Last week I politely advised a commenter on LinkedIn that I would not be responding to any of his further posts as I felt he had been using abusive and demeaning language towards another contributor. The person in question asked if I was not in fact discriminating against him by choosing not to respond.
Since this is a question I regularly hear posed, I thought it would be useful to explain why yes – I am discriminating, but legally, no – I’m not breaching the law as well as what equality law says on the matter and why this question has a hidden undertone in the context it was used – even if the user is not aware of it.
Was I discriminating?
Yes, I am choosing not to respond. That means I discriminated, distinguished, differentiated, favoured and preferred not to respond. Let me be clear – this is not illegal and in this case for two reasons, i.e. firstly the thing I was discriminating against and secondly the environment I was in.
What can’t I discriminate against?
The law provides a list of nine things, called protected characteristics which you can’t discriminate against. In order to become a protected characteristic the thing must be unrelated to your ability to do your job and have historically been something that people would treat others less favourably because of.
This law is meant to help and protect people that are being prevented from gaining access to work and promotion or receiving hostile behaviour in the workplace. This is not positive discrimination. It does not mean someone with a protected characteristic should be given an advantage over someone without; instead it recognises that if you have a protected characteristic, you are more likely to be at a disadvantage. This is simply trying to ensure everyone gets the same chance.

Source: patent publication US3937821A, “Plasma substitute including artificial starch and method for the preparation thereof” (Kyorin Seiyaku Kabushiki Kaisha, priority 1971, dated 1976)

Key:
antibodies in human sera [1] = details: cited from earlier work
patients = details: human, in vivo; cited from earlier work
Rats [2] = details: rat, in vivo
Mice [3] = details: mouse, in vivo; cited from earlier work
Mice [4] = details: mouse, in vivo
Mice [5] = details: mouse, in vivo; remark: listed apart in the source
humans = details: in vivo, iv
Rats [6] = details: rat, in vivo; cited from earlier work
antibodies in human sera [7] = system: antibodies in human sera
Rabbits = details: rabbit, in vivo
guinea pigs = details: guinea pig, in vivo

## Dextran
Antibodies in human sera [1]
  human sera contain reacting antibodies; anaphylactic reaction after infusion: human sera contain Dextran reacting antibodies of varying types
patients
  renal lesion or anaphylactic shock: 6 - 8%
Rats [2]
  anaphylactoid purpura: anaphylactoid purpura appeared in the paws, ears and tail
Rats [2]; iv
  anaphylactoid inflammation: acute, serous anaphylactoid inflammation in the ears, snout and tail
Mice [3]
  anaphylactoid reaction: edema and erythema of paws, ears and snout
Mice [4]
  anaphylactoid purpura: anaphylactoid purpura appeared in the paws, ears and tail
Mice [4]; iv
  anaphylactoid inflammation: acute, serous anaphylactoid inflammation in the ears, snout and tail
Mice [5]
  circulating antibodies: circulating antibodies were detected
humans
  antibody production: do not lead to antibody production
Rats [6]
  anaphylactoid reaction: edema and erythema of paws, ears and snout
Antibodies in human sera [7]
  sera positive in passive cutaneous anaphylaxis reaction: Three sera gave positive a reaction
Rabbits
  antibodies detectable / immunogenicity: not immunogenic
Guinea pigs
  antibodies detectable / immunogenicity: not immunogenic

What are the protected characteristics?
- Race and ethnicity
- Gender reassignment
- Religion and belief
- Sexual orientation
- Pregnancy and maternity
- Marriage and civil partnership
Does where you discriminate matter?
Yes, in the eyes of the law. The Equality Act looks at different environments, such as the workplace, or the provision of goods and services and applies anti-discrimination law. It doesn’t apply outside of these stated environments, though other laws, such as hate law which prevents the incitement of violence on the grounds of a protected characteristic, may apply.
“But that wasn’t what I wanted to happen – it’s not fair.”
Life rarely is to any of us, but discrimination law helps us to understand that it is often far, far, far more unfair to some groups than others.
As a company, we strongly believe that all people in the workplace should have access to a minimum standard of protection and also minimum standards within working environments which we don’t always feel are provided across the entire construction sector. We also feel that to move this agenda forward this is the position that we need to start from. BUT – and it’s a big but – we don’t think that means that the equality agenda becomes unimportant, quite the opposite; we must still strive to understand the experiences of others to retain and attract key talent and to understand how to create an industry that people want to work in, not just put up with.